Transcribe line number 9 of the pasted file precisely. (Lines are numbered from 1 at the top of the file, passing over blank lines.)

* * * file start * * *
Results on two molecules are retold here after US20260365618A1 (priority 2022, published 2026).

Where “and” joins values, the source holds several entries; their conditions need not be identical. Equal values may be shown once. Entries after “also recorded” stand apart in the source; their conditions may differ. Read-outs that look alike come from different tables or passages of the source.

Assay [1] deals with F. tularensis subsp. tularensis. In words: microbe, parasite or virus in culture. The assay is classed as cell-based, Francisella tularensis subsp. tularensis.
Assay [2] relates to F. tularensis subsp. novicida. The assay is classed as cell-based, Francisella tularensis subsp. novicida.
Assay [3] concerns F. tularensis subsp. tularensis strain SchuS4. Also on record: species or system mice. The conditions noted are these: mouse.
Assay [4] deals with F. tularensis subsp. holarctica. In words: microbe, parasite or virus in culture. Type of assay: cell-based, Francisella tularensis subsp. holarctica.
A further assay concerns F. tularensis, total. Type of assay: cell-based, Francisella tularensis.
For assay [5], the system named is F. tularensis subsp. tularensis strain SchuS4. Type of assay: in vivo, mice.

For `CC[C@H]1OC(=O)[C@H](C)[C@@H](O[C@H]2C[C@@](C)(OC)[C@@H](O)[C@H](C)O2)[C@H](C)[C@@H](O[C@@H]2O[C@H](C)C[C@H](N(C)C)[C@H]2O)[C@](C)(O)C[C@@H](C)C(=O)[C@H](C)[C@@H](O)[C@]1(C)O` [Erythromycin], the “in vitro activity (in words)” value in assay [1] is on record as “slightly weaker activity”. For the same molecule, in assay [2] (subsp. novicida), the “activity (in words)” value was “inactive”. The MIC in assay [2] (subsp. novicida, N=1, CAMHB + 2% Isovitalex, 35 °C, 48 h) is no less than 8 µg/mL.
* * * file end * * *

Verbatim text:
For `CC[C@H]1OC(=O)[C@H](C)[C@@H](O[C@H]2C[C@@](C)(OC)[C@@H](O)[C@H](C)O2)[C@H](C)[C@@H](O[C@@H]2O[C@H](C)C[C@H](N(C)C)[C@H]2O)[C@](C)(O)C[C@@H](C)C(=O)[C@H](C)[C@@H](O)[C@]1(C)O` [Erythromycin], the “in vitro activity (in words)” value in assay [1] is on record as “slightly weaker activity”. For the same molecule, in assay [2] (subsp. novicida), the “activity (in words)” value was “inactive”. The MIC in assay [2] (subsp. novicida, N=1, CAMHB + 2% Isovitalex, 35 °C, 48 h) is no less than 8 µg/mL.